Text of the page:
“See something? Say something.” That’s the message from the Southern Nevada Counter-Terrorism Center.
They want the public’s help in stopping mass shootings and other terrorist acts before they happen.
Clark County Fire Captain Roger Brooks is the liaison to the fusion center, a counter-terrorism division.
“Once it comes through the watch desk, it will be followed up on,” he said.
His role is to help fire crews on the ground during a crisis.
Before a shooting or terrorist incident occurs, he shares his advice to help detectives spot suspicious acts – such as someone snapping pictures of buildings – and surveilling them.
“We’re talking about critical infrastructure buildings or schools or churches or things like that in your own community where you live,” he said,
Brooks urges people to look out for anyone buying supplies that could make a bomb or a destructive device. People should also keep an eye on anyone testing security or performing “dry-runs”.
Jocelyn Torres with Progress Now Nevada says she wants the Nevada Legislature to do more, because mass shootings are becoming commonplace.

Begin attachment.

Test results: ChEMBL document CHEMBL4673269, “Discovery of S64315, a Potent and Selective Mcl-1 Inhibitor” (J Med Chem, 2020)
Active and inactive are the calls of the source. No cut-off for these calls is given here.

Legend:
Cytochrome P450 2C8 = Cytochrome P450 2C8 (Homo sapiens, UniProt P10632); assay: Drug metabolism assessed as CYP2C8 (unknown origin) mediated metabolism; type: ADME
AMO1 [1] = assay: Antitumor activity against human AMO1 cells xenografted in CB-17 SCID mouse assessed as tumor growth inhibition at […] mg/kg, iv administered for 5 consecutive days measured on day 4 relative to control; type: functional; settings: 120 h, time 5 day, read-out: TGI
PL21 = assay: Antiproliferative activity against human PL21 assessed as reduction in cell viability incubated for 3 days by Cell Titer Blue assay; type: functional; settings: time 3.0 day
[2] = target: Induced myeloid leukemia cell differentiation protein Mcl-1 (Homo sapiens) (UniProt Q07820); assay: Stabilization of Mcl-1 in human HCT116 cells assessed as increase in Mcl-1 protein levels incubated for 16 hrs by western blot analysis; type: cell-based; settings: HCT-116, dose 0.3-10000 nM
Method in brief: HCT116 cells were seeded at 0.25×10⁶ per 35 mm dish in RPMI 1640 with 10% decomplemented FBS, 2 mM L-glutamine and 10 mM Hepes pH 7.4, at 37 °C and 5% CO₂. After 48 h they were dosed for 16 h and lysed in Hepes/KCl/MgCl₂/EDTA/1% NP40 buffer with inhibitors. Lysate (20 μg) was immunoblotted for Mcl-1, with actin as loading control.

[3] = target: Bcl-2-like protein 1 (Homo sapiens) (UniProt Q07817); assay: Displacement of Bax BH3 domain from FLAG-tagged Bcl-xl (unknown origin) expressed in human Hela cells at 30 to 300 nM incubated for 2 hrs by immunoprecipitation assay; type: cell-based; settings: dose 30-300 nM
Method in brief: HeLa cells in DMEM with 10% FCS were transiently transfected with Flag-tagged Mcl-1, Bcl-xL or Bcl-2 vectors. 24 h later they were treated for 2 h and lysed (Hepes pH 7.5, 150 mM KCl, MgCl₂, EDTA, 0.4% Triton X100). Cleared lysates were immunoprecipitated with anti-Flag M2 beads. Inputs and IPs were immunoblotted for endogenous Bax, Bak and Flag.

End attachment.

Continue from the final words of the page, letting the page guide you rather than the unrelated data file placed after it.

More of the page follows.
“This is always happening, and there are always the same prepared remarks from our elected officials, but nothing kind of moves past that,” she said.
She is lobbying to tighten gun control laws. Those in the gun industry say, even with stricter laws, extremists and criminals will find a way to get their hands on weapons.
If and when they do, first responders say they are prepared.
“We have one of the best policies in place,” Brooks said. “It forms teams to go in and pull out injured people in situations like that. The hope is to get them medical care faster than what’s been done in the past.”
The Southern Nevada Counter-Terrorism Center has a hotline for reporting suspicious activity. That number is 702-828-7777. You can also report suspicious activity anonymously at the center’s website.